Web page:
BACKGROUND: Meadow hawkweed came to the U.S. from Europe. This weed reproduces by seed, stolons, and rhizomes and generally inhabits moist grasslands.
DESCRIPTION: Meadow hawkweed is a perennial weed with shallow, fibrous roots. Leaves are hairy, up to 6 inches long, spatula shaped, and almost exclusively basal. Stolons are extensive, creating a dense mat of hawkweed plants that practically eliminates other vegetation. Stems are bristly and usually leafless, although occasionally a small leaf appears near the midpoint. Stems can reach a height of 3 feet and bear up to 30, 1/2-inch flower heads near the top. Flowers are yellow and appear in late Mayor June. Stems and leaves exude milky juice when broken. Seeds are black, tiny, and plumed.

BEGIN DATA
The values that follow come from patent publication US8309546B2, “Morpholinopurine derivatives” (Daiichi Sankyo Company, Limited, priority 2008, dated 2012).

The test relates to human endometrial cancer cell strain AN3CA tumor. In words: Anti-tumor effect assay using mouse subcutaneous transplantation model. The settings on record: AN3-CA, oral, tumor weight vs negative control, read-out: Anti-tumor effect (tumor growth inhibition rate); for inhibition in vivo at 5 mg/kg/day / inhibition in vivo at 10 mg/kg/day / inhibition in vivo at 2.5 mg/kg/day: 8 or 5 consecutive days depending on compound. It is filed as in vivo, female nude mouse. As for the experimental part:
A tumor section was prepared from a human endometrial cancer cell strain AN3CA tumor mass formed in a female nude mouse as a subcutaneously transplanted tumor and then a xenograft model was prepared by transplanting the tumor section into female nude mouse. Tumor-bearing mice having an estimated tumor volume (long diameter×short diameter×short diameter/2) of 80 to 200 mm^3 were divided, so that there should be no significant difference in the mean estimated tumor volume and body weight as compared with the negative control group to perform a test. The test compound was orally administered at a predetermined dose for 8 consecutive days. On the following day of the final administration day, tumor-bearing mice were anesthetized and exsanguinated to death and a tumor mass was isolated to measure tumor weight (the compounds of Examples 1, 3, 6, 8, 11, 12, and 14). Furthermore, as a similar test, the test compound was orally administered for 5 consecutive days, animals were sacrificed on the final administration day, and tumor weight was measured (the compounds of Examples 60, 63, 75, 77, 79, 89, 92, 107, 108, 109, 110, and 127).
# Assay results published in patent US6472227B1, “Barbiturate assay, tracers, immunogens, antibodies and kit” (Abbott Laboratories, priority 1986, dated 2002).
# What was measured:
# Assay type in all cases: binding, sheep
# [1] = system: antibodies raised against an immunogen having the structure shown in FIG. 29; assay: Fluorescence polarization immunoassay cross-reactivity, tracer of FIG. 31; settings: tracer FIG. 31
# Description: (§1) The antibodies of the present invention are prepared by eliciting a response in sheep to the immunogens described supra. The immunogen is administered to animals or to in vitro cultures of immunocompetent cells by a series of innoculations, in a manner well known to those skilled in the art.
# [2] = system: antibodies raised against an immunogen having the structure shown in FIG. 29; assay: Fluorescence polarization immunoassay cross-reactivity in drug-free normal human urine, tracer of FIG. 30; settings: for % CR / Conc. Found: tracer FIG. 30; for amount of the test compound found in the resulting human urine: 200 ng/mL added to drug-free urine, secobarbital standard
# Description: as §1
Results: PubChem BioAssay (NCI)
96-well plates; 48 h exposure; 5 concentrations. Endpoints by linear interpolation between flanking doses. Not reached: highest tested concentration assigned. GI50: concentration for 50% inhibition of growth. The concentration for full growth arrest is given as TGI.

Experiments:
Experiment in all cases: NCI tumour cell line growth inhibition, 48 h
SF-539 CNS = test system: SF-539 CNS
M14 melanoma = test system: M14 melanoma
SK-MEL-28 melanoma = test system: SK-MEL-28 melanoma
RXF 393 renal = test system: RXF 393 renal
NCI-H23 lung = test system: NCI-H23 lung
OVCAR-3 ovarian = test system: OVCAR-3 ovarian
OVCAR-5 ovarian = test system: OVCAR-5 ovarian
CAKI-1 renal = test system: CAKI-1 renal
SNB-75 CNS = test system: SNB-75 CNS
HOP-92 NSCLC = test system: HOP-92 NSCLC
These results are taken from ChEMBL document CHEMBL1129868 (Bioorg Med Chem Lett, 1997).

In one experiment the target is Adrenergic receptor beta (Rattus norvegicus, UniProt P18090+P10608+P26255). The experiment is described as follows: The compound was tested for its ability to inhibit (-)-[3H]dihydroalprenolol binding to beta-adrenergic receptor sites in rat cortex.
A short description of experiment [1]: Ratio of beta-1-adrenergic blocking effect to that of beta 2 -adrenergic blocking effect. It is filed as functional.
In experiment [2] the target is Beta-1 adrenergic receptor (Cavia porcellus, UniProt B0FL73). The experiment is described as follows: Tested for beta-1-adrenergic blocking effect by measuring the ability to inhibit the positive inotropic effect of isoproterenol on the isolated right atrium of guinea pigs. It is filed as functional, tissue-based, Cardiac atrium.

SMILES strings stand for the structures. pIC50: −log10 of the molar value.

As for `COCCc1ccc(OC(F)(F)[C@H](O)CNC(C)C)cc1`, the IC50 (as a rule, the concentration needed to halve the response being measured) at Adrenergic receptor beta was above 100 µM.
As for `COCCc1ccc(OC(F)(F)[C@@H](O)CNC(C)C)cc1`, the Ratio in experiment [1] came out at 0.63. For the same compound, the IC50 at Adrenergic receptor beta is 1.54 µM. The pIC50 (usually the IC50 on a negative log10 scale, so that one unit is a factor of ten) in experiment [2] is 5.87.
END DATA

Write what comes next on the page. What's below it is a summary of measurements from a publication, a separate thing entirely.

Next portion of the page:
DISTRIBUTION: Meadow hawkweed is found primarily in northern Idaho and eastern Washington.
CONTROL: No biological control agents are available for meadow hawkweed. Periodic application of selective herbicides to grass pastures in the early spring and followed by nitrogen fertilizer can suppress the weed for 2 or more years.